By: Amanda Gochez
Like all authors, when we submit our manuscripts to agents or publishers we have this feeling of accomplishment. Now, all we have to do is wait. More than likely, the email back, if we get an email at all, is a rejection. And let’s be honest, it sucks. And that feeling over failure is what I have been dealing with for the past few weeks.
This is what I know: rejection is apart of this business. But you know what? It doesn’t lessen the sting. Everyone says, “You can’t let it get to you.” What? Why the heck not? I worked hard on that manuscript. I poured my soul into that manuscript. I put in sleepless nights, headaches, frustration, tears, stress, and happiness into that manuscript. Of course, it’s going to get to me! Of course, I am going to be sad. And last night, I got my first rejection of my romance novels and guess what?
I got depressed.
I might have been acting like a big baby. I mean, my kid’s book is getting rejected left and right, but I grew tough skin for that. These books are different. They have a deep part of who I am in them. They have emotions I’ve never shared with anyone. They have fear I have never shared with anyone. They encompass everything I can’t say out loud. So yeah, I took it hard. Should I have? Probably not. I mean it won’t be my last rejection, but it doesn’t mean it stops the sting.
When it comes to rejection, and I mean rejection by the masses, it starts to feel discouraging. I started to wonder, “Is my writing worth it? What’s the point? Why put myself out there? What’s the point for pouring hours that turn into weeks into something no likes anyway? Why stay at home and write instead of going out with my friends and actually achieving something called a social life?”Am I being a bit salty? YES. I. AM.
Saltier than fresh French fries from McDonald’s. Last time I checked, it’s my party and I’ll cry if I want to!
And I might have cried. Not balled, but I wiped a tear or two away because I was disappointed in myself. I understand the agents and the publishers are only doing their job. They want to know if they can sell this book. And knowing that they don’t feel like that about mine? Yeah, I took it hard. I am trying to remember that I’m pretty new to the game. It won’t be my last submission, but I’m positive every rejection, no matter how thick your skin is, feels the same.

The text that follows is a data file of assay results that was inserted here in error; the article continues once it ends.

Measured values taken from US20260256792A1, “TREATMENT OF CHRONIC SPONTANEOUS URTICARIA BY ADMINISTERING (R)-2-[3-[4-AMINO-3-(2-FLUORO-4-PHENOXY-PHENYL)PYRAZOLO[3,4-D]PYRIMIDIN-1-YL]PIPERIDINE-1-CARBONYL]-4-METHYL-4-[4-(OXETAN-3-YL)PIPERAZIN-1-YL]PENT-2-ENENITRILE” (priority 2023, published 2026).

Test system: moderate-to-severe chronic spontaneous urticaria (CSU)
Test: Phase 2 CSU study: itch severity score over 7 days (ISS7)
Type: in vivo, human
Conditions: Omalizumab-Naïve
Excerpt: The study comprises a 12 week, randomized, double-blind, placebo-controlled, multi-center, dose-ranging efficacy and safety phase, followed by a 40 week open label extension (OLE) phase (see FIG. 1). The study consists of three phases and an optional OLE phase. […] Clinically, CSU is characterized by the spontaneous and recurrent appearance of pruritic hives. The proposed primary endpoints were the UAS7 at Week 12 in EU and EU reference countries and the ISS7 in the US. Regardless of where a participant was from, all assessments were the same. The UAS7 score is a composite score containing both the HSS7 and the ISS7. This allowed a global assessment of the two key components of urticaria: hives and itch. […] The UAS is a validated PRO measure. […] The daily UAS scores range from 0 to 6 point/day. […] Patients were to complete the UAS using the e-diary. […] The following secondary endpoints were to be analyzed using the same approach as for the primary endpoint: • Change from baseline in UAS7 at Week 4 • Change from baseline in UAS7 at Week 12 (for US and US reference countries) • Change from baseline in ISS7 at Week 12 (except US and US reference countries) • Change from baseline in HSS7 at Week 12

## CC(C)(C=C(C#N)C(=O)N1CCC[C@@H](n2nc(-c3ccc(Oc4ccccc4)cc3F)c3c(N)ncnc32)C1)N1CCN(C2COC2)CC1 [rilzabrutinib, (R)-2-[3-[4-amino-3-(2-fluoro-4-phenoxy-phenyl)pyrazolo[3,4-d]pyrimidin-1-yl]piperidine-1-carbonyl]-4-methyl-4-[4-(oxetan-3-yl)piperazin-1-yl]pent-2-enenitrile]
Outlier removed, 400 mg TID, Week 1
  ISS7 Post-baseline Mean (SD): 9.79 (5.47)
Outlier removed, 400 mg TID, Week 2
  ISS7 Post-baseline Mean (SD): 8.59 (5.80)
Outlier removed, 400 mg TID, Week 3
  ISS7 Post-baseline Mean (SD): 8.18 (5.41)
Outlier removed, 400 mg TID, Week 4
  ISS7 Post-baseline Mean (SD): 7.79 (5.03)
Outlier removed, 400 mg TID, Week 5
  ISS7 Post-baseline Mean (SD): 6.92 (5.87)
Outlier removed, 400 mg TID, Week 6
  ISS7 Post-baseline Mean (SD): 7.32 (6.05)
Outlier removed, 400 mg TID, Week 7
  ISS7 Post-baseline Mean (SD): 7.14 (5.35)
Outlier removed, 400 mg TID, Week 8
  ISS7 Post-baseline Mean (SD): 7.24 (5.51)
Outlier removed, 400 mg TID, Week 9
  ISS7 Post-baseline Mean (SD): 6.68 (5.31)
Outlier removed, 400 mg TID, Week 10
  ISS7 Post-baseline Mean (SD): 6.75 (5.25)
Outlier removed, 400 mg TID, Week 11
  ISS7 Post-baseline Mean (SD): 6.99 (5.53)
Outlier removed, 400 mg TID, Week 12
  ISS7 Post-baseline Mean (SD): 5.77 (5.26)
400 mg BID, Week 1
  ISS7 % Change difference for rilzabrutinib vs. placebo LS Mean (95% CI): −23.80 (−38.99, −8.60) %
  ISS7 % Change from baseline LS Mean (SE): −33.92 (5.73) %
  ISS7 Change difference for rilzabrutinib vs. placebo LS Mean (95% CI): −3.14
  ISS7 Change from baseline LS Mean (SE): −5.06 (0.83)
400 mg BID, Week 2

Stephen King, J.K. Rowling, James Patterson- all these amazing, award-winning, best-selling authors have all been rejected. MANY times. Even Harry Potter was rejected! The blasphemy of that! But we as writers have to remember that the authors we know as the “Big Shots” didn’t happen overnight. Stephen King wrote manuscripts on his type writer in a laundry room with his child on his knee, if I remember correctly. J.K Rowling wrote Harry Potter on freaking napkins. I need to order these napkins, maybe they have magic seeded into them because Stephen King wrote the idea for Misery on…you guess it: a NAPKIN. Where are these napkins? Goodness gracious!
I need to remember they struggled too and some longer than others. I need to remember that I am going to have hundreds of manuscripts if I don’t let the game beat me and I refuse for this industry to tear me down.
I’m better today. I have a clear head. I had my, “Woe-is-me” party. I’m over it. I’ll be over it until I get another rejection, I’ll throw myself a party all over again, and I’ll get myself French fries from McDonald’s.
Rejections suck. They are a part of it, unfortunately. And it’s okay to feel bummed, sad, and maybe even a little disappointed in yourself. All these rejections will make you a better writer. Then eventually, when your throw yourself a party, it will be with champagne and hand cut French fries from the best potatoes the world has to offer instead of tears!
Don’t let your feelings get the best of you. You are writing for a reason, don’t let the discouragement bring you down. Just because you get rejected doesn’t mean you are a bad writer.
Remember: French fries and champagne is the goal. Don’t lose sight of it, I know I won’t.
King, Stephen. On Writing: A Memoir of a Craft. Simon and Schuster 2010.